Assessment of educational achievement, whether by traditional examinations or by teachers in schools, attracts considerable public interest, particularly when it is associated with ‘high stakes’ outcomes such as university entry or selection for employment. When the individual’s results do not chime with their or their teachers’ expectations, doubts creep in about the process of assessment that has arrived at this result.
However, educational assessment is made up of many layers of complexity, which are not always clear to the general public, including teachers, students, and parents, and which are not easily understood outside of the expert assessment community. These layers may be organized in highly co-dependent relationships that include reliability, validity, human judgment, and errors, and the uses and interpretations of the various types of assessment. No-one could reasonably argue that the principles and complexities of educational assessment should be core learning in public education, but there is a growing realization that trust in the UK assessment system is under some threat as the media and others sensationalize or politicize any problems that arise each year.
This book offers the first comprehensive overview of how the general public is considered to perceive and understand a wide variety of aspects of educational assessment, and how this understanding may be improved. This book was originally published as a special issue of the Oxford Review of Education.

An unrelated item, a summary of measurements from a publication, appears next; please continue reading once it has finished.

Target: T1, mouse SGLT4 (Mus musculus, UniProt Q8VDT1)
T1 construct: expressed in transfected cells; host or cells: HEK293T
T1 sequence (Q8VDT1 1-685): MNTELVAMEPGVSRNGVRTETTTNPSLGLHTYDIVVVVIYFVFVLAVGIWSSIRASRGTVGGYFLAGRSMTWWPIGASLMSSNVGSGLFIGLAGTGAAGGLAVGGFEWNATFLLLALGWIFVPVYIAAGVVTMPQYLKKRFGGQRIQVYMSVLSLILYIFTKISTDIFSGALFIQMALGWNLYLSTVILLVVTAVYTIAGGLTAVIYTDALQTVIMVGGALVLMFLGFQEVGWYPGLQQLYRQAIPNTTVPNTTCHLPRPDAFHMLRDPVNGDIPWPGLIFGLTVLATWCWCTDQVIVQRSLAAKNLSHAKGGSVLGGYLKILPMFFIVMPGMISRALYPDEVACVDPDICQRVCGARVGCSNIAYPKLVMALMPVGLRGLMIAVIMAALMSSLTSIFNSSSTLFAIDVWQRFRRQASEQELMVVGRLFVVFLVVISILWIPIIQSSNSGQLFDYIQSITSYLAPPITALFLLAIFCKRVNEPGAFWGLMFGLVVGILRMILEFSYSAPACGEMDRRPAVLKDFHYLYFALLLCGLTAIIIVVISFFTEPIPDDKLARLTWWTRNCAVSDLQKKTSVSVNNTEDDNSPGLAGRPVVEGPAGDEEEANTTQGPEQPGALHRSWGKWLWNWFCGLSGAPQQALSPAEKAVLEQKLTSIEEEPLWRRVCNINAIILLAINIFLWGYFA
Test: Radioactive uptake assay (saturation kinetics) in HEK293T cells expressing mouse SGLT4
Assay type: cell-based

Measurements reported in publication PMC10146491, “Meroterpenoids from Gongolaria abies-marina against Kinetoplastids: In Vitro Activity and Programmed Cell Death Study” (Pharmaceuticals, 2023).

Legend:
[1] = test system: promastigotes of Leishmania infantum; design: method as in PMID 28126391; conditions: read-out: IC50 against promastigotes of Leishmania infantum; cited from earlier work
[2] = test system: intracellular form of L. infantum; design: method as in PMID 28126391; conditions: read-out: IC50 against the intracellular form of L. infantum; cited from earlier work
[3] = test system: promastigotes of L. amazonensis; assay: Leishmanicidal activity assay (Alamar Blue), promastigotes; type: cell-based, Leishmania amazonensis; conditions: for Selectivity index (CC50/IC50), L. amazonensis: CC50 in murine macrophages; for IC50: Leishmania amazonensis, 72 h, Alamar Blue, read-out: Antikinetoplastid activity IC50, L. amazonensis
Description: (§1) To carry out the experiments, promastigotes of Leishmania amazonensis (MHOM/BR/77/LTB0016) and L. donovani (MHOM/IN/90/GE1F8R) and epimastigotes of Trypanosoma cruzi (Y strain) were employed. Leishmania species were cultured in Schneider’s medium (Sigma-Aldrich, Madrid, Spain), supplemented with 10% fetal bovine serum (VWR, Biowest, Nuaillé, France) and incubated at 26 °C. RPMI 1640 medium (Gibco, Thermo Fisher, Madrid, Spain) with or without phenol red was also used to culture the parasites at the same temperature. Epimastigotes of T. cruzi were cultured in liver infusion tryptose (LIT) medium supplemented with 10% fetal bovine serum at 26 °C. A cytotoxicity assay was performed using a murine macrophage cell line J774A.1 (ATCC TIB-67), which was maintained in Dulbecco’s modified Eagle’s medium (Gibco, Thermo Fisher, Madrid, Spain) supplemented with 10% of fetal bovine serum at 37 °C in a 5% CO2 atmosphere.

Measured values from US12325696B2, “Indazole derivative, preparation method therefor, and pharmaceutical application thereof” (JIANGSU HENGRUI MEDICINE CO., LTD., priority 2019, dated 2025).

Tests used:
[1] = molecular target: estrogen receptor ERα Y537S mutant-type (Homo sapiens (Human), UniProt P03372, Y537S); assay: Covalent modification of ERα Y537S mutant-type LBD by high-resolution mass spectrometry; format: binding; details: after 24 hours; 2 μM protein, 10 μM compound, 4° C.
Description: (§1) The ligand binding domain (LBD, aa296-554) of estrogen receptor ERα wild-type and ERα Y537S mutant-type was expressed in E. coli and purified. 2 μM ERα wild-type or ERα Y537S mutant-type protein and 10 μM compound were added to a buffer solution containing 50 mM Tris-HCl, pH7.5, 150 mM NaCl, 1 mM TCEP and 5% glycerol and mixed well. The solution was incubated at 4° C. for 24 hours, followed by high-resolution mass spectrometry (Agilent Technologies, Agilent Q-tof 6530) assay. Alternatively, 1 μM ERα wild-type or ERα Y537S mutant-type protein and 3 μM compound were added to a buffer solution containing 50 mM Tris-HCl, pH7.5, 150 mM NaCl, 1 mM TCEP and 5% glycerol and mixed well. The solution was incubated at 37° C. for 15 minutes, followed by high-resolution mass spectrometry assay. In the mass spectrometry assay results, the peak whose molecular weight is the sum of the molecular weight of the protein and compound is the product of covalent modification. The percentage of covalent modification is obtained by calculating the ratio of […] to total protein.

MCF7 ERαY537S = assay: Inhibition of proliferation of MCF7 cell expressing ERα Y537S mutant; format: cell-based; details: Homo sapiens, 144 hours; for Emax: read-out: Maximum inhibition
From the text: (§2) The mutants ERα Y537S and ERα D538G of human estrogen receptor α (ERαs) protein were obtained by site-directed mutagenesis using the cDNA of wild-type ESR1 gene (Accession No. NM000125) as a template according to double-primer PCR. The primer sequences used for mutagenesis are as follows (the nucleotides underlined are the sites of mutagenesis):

Table of Contents
Introduction John Gardner
1. Intelligent accountability in education Onora O’Neill
2. Perceptions of trust in public examinations Lucy Simpson and Jo-Anne Baird
3. Towards improving public understanding of judgement practice in standards-referenced assessment: an Australian perspective Val Klenowski
4. The public understanding of assessment in educational reform in the United States Susan M. Brookhart
5. The public understanding of error in educational assessment John Gardner
6. Ofqual’s Reliability Programme: a case study exploring the potential to improve public understanding and confidence Paul E. Newton
7. Communication strategies for enhancing qualification users’ understanding of educational assessment: recommendations from other public interest fields Suzanne Chamberlain
8. Misleading the public understanding of assessment: wilful or wrongful interpretation by government and media Warwick Mansell
9. Media roles in influencing the public understanding of educational assessment issues Roger Murphy
John Gardner is a Professor of Education and Senior Deputy Principal of the University of Stirling, UK. His research interests include policy and practice in all sectors of education, particularly in relation to assessment. He has over 120 academic publications and has authored or co-authored seven books, including the most recent editorship of the four-volume Assessment in Education (2014). From 1994-2010, he was a member of the globally influential Assessment Reform Group, and he is currently a visiting professor at the Oxford University Centre for Educational Assessment. He is a fellow of the Chartered Institute of Educational Assessors, and a fellow of the Academy of Social Sciences. In 2011, he completed a two year term as President of the British Educational Research Association, and from 2011-2014, he was a member of the Education panel of the Research Excellence Framework, REF2014.